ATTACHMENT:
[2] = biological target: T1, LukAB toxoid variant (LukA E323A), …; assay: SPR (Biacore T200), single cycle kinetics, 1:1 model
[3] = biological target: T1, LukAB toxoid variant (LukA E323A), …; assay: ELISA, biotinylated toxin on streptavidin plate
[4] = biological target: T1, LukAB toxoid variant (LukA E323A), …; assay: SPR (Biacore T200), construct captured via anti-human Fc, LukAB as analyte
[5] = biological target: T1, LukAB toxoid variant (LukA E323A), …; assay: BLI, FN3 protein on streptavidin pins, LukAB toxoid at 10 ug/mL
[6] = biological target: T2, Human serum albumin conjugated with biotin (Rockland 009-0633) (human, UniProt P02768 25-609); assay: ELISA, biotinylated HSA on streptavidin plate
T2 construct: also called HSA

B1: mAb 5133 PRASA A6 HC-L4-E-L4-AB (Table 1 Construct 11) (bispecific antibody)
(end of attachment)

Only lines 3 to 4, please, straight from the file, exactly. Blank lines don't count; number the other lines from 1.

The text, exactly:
[4] = biological target: T1, LukAB toxoid variant (LukA E323A), …; assay: SPR (Biacore T200), construct captured via anti-human Fc, LukAB as analyte
[5] = biological target: T1, LukAB toxoid variant (LukA E323A), …; assay: BLI, FN3 protein on streptavidin pins, LukAB toxoid at 10 ug/mL